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Is Open Access to information through libraries on the agenda at the African Union when it comes to assessing countries’ development under the African Peer Review Mechanisms? – asks Matseliso M. (Tseli) Moshoeshoe-Chadzingwa, National University of Lesotho, EIFL country coordinator in Lesotho and EIFL Advisory Board member, in her paper presented at the 76th IFLA General Conference and Assembly, 10-15 August 2010, Gothenburg, Sweden.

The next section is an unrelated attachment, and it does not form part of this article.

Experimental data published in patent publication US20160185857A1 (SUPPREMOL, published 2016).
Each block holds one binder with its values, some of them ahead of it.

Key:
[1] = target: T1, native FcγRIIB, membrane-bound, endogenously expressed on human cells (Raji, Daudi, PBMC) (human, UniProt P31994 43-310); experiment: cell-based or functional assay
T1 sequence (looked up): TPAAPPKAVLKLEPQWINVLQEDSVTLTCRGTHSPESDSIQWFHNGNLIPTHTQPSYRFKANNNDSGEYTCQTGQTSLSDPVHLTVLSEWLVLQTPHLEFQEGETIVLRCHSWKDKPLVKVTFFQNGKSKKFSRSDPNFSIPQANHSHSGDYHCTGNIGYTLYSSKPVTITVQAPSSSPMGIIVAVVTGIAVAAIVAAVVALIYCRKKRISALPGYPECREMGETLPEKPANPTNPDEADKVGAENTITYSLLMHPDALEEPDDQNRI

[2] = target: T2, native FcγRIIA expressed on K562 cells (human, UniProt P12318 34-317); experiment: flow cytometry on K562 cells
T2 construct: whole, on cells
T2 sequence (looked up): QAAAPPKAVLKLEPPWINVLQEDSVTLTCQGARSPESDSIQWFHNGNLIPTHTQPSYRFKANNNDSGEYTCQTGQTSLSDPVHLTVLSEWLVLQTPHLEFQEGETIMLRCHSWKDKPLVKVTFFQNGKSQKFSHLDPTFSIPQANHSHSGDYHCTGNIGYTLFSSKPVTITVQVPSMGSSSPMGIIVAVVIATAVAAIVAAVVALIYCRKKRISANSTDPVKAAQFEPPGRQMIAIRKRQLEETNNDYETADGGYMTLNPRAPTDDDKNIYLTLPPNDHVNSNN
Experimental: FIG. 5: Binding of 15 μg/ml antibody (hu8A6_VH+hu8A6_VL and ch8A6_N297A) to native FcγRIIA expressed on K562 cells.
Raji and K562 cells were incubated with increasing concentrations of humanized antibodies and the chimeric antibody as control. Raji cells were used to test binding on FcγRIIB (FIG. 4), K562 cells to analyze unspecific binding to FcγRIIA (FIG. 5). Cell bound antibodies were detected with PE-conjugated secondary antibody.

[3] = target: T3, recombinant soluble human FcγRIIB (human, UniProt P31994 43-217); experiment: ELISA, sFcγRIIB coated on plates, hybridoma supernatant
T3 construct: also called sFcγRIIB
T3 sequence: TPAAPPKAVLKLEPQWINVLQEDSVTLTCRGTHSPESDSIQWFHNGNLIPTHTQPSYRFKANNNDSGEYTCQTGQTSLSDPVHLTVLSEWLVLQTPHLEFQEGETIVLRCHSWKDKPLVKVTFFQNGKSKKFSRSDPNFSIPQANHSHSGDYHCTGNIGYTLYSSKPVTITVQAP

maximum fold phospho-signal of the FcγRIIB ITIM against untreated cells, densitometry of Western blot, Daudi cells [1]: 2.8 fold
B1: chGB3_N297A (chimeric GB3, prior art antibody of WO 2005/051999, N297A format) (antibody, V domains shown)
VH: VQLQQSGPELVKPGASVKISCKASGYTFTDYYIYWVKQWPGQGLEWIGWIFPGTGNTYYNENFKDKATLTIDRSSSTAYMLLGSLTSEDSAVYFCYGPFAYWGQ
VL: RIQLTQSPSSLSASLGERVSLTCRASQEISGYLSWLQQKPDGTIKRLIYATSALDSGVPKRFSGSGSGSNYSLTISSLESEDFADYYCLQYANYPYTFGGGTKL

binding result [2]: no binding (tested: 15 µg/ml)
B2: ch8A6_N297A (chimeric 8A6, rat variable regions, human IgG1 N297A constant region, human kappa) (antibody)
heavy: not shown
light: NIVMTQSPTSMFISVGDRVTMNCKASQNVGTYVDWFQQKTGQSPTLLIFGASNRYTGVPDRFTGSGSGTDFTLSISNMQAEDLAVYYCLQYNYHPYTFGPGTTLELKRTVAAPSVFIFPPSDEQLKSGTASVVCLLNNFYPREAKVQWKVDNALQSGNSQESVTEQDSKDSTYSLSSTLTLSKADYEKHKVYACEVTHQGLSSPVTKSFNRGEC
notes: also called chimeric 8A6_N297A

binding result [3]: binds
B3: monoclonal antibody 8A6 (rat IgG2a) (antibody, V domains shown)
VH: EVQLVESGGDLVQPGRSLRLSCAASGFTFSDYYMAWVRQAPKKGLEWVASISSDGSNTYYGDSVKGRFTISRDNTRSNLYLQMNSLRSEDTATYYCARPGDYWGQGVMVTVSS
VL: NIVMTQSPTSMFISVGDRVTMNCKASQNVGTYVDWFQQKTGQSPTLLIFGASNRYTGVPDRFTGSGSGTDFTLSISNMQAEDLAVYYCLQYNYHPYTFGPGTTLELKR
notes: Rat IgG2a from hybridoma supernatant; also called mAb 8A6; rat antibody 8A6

From the abstract: Is the issue of Open Access to information through libraries part of business for the African Union (AU) when it comes to assessing countries’ performance under the African Peer Review Mechanisms (APRM)? Whereas the scope of this review is limited as on record it focuses on three areas, namely politics, economics and good governance, in fact individual countries are free to incorporate relevant cross-cutting issues, such as HIV/AIDS, gender, or information access. The paper indicates that although technically speaking the matter of Open Access might in some regions be more of a librarians’ preoccupation, they should not remain indifferent but rather seize the opportunity to influence others, such as researchers and political leaders, on the relevance of Open Access in the business of the APRM. A brief is given on the prevailing situation in Africa, as well as relevant factors to be addressed, as positively and/or negatively affecting how Open Access becomes part of the APRM processes.